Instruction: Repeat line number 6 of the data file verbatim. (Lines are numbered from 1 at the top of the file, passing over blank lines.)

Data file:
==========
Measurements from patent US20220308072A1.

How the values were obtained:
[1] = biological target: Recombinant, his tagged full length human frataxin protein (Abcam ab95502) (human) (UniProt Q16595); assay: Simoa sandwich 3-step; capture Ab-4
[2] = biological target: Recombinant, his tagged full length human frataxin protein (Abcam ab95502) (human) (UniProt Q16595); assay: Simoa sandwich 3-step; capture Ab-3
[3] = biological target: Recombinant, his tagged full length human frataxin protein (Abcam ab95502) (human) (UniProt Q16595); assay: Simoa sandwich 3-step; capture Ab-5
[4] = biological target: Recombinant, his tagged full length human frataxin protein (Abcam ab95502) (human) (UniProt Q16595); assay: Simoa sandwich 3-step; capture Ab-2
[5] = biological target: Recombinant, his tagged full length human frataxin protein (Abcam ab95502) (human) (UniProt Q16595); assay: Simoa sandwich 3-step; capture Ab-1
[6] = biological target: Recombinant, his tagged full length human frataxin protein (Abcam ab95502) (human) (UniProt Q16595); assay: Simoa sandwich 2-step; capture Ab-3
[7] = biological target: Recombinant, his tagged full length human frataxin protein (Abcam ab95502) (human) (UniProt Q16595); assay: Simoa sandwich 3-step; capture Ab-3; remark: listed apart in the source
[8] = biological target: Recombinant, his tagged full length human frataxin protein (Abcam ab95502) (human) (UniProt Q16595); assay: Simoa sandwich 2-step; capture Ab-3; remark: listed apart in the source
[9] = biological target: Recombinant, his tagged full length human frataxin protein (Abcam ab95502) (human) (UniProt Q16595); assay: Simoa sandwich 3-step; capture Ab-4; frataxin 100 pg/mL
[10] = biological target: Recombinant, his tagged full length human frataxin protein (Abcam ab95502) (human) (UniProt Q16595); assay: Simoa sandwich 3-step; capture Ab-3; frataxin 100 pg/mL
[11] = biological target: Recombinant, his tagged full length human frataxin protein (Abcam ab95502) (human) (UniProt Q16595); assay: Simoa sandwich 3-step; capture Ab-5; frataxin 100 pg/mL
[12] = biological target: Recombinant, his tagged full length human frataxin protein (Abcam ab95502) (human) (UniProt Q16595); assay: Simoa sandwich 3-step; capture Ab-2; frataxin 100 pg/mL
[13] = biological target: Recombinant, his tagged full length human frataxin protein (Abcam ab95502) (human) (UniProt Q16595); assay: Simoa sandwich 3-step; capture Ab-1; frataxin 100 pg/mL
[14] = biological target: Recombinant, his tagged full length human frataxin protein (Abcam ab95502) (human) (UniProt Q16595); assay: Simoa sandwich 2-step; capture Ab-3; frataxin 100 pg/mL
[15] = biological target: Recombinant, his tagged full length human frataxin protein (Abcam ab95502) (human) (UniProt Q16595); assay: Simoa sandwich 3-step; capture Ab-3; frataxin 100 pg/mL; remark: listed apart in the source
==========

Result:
[4] = biological target: Recombinant, his tagged full length human frataxin protein (Abcam ab95502) (human) (UniProt Q16595); assay: Simoa sandwich 3-step; capture Ab-2